1753
ENGLISH POETRY 1579-1830: SPENSER AND THE TRADITION

Eclogue the Second. Alexis.

The Works of Virgil, in Latin and English. The original Text correctly printed from the most authentic Editions, collated for this Purpose. The Aeneid translated by the Rev. Mr. Christopher Pitt, the Eclogues and Georgics, with Notes on the Whole, by the Rev. Mr. Joseph Warton. 4 Vols.

Virgil, trans. Joseph Warton


Gentleman's Magazine: "Of Dr. Warton's Eclogues and Georgics it may be said that they convey the sense of their originals with greater exactness and perspicuity than any other translations we have; that their versification is easy and harmonious, and their style correct and pure; yet, if read for themselves, they are inferior, as pleasing poems, to the similar performances of Dryden" 70 (March 1800) 287.

Argument: "The doubts and fears, the pains and uneasinesses of a desponding lover, are here painted in the most glowing colours. But the object is unfortunately a beautiful youth; on which account Virgil hath been suspected and accused of an abominable vice. Mr. Bayle hath defended him against this charge with great justness and solidity. 'The passion for boys (says he) was not less common in the pagan times than that for girls, so that a writer of eclogues might make his shepherds talk, according to this fashion, as we at present make the heroes and heroines of romances speak; that is to say, without its being a sign that he related his own adventures, or approved the passions he mentioned. Our best French romances have been composed by maids or married women. Would it be reasonable to say that they write the history of their own amours, or that they approve their heroines suffering themselves to be so sensibly affected with the passion of love?' Bayle's Dict. Art. Virg" 1:63.



Young Corydon with hopeless love ador'd
The fair Alexis, fav'rite of his lord.
Mid' shades of thickest beech he pin'd alone,
To the wild woods and mountains made his moan,
Still day by day, in incoherent strains,
'Twas all he could, despairing told his pains.

Wilt thou ne'er pity me, thou cruel youth,
Unmindful of my verse, my vows, and truth?
Still dear Alexis, from my passion fly?
Unheard and unregarded must I die?
Now flocks in cooling shades avoid the heats,
And the green lizard to his brake retreats,
Now Thestylis the thyme and garlick pounds,
And weary reapers leave the sultry grounds,
Thee still I follow o'er the burning plains
And join the shrill Cicada's plaintive strains:
Were it not better calmly to have borne
Proud Amaryllis' or Menalcas' scorn?
Tho' he was black, and thou art heav'nly fair?
Too much to trust thy beauteous hue beware!
The privet's silver flow'rs we still neglect,
But dusky hyacinths with care collect.
Thou know'st not whom thou scorn'st — what snowy kine,
What luscious milk, what rural stores are mine!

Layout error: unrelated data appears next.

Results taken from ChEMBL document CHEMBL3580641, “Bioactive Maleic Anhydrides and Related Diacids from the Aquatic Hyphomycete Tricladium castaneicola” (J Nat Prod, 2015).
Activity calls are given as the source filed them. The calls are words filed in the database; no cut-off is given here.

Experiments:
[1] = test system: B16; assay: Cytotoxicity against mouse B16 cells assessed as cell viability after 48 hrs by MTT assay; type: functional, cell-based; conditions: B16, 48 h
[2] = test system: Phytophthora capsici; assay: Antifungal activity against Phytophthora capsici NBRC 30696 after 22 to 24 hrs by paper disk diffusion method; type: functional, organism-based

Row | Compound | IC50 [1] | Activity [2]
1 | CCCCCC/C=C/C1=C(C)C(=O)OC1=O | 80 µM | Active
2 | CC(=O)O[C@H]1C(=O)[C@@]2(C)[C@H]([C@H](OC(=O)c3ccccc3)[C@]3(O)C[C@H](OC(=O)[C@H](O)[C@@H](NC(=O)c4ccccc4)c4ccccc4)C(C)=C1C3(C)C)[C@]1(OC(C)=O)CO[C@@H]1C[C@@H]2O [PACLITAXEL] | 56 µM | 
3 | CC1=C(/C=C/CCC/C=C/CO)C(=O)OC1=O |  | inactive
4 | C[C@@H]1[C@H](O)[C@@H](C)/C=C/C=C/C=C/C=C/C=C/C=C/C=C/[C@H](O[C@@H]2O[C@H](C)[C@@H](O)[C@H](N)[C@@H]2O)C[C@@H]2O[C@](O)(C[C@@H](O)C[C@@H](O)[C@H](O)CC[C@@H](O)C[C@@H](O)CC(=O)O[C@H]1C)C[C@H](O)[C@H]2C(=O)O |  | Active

Mine are a thousand lambs in yonder vales,
My milk in summer's drought, nor winter fails;
Nor sweeter to his herds Amphion sung,
While with his voice Boeotia's mountains rung;
Nor am I so deform'd! myself I view'd
On the smooth surface of the glassy flood,
By winds unmov'd, and be that image true,
I dread not Daphnis' charms, tho' judg'd by you.

O that you lov'd the fields and shady grots,
To dwell with me in bowers, and lowly cots,
To drive the kids to fold, the stags to pierce;
Then should'st thou emulate Pan's skilful verse,
Warbling with me in woods; 'twas mighty Pan
To join with wax the various reeds began;
Pan, the great god of all our subject plains,
Protects and loves the cattle and the swains;
Nor thou disdain, thy tender rosy lip
Deep to indent with such a master's pipe.
To gain that art how much Amyntas try'd!
This pipe Damoetas gave me as he dy'd;—
Seven joints it boasts — Be thine this gift, he said—
Amyntas envious sigh'd, and hung the head—
Besides, two dappled kids, which late I found
Deep in a dale with dangerous rocks around,
For thee I nurse; with these, O come and play!
They drain two swelling udders every day.
These Thestylis hath begg'd, but begg'd in vain;
Now be they her's, since you my gifts disdain.
Come, beauteous boy! the nymphs in baskets bring
For thee the loveliest lillies of the spring;
Behold for thee the neighb'ring Naiad crops
The violet pale, and poppy's fragrant tops,
Narcissus' buds she joins with sweet jonquils,
And mingles cinnamon with daffodils;
With tender hyacinths of darker dyes,
The yellow marigold diversifies.
Thee, with the downy quince, and chesnuts sweet,
Which once my Amaryllis lov'd, I'll greet;
To gather plumbs of glossy hue, will toil;
These shall be honour'd if they gain thy smile.
Ye myrtles too I'll crop and verdant bays,
For each, so plac'd, a richer scent conveys.
O Corydon, a rustic hind thou art!
Thy presents ne'er will touch Alexis' heart!
Give all thou canst, exhaust thy rural store,
Iolas, thy rich rival offers more;
What have I spoke? betray'd by heedless thought,
The boar into my crystal springs have brought!
Wretch that I am! to the tempestuous blast
O I have given my blooming flowers to waste!

Whom dost thou fly? the gods of heav'n above,
And Trojan Paris deign'd in woods to rove;
Let Pallas build, and dwell in lofty towers,
Be our delight the fields and shady bowers:
Lions the wolves, and wolves the kids pursue,
The kids sweet thyme — and I still follow you.
Lo! labouring oxen spent with toil and heat,
In loosen'd traces from the plough retreat,
The sun is scarce above the mountains seen,
Lengthening the shadows o'er the dusky green;
But still my bosom feels not evening cool,
Love reigns uncheck'd by time, or bounds, or rule.
What frenzy, Corydon, invades thy breast?
Thy elms grow wild, thy vineyard lies undrest;
No more thy necessary labours leave,
Renew thy works, and osier-baskets weave:
If this Alexis treat thee with disdain,
Thoul't find another, and a kinder swain.

[1:63-72]